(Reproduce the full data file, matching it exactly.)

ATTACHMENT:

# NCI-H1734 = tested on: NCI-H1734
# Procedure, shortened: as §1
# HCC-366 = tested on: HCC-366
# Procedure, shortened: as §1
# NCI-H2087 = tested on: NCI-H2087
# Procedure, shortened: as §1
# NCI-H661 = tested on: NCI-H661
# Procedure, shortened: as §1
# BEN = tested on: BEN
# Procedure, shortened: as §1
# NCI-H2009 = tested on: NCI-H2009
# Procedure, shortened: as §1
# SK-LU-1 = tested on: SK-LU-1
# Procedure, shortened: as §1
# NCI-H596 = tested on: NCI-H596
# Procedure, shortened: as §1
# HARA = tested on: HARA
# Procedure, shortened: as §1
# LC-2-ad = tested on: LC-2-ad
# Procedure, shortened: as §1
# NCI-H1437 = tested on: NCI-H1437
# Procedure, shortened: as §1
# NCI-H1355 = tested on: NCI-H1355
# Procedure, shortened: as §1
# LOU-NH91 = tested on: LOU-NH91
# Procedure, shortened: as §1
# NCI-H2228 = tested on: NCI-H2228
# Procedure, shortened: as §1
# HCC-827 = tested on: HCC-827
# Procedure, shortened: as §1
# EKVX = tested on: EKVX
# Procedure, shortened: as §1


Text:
# NCI-H1734 = tested on: NCI-H1734
# Procedure, shortened: as §1
# HCC-366 = tested on: HCC-366
# Procedure, shortened: as §1
# NCI-H2087 = tested on: NCI-H2087
# Procedure, shortened: as §1
# NCI-H661 = tested on: NCI-H661
# Procedure, shortened: as §1
# BEN = tested on: BEN
# Procedure, shortened: as §1
# NCI-H2009 = tested on: NCI-H2009
# Procedure, shortened: as §1
# SK-LU-1 = tested on: SK-LU-1
# Procedure, shortened: as §1
# NCI-H596 = tested on: NCI-H596
# Procedure, shortened: as §1
# HARA = tested on: HARA
# Procedure, shortened: as §1
# LC-2-ad = tested on: LC-2-ad
# Procedure, shortened: as §1
# NCI-H1437 = tested on: NCI-H1437
# Procedure, shortened: as §1
# NCI-H1355 = tested on: NCI-H1355
# Procedure, shortened: as §1
# LOU-NH91 = tested on: LOU-NH91
# Procedure, shortened: as §1
# NCI-H2228 = tested on: NCI-H2228
# Procedure, shortened: as §1
# HCC-827 = tested on: HCC-827
# Procedure, shortened: as §1
# EKVX = tested on: EKVX
# Procedure, shortened: as §1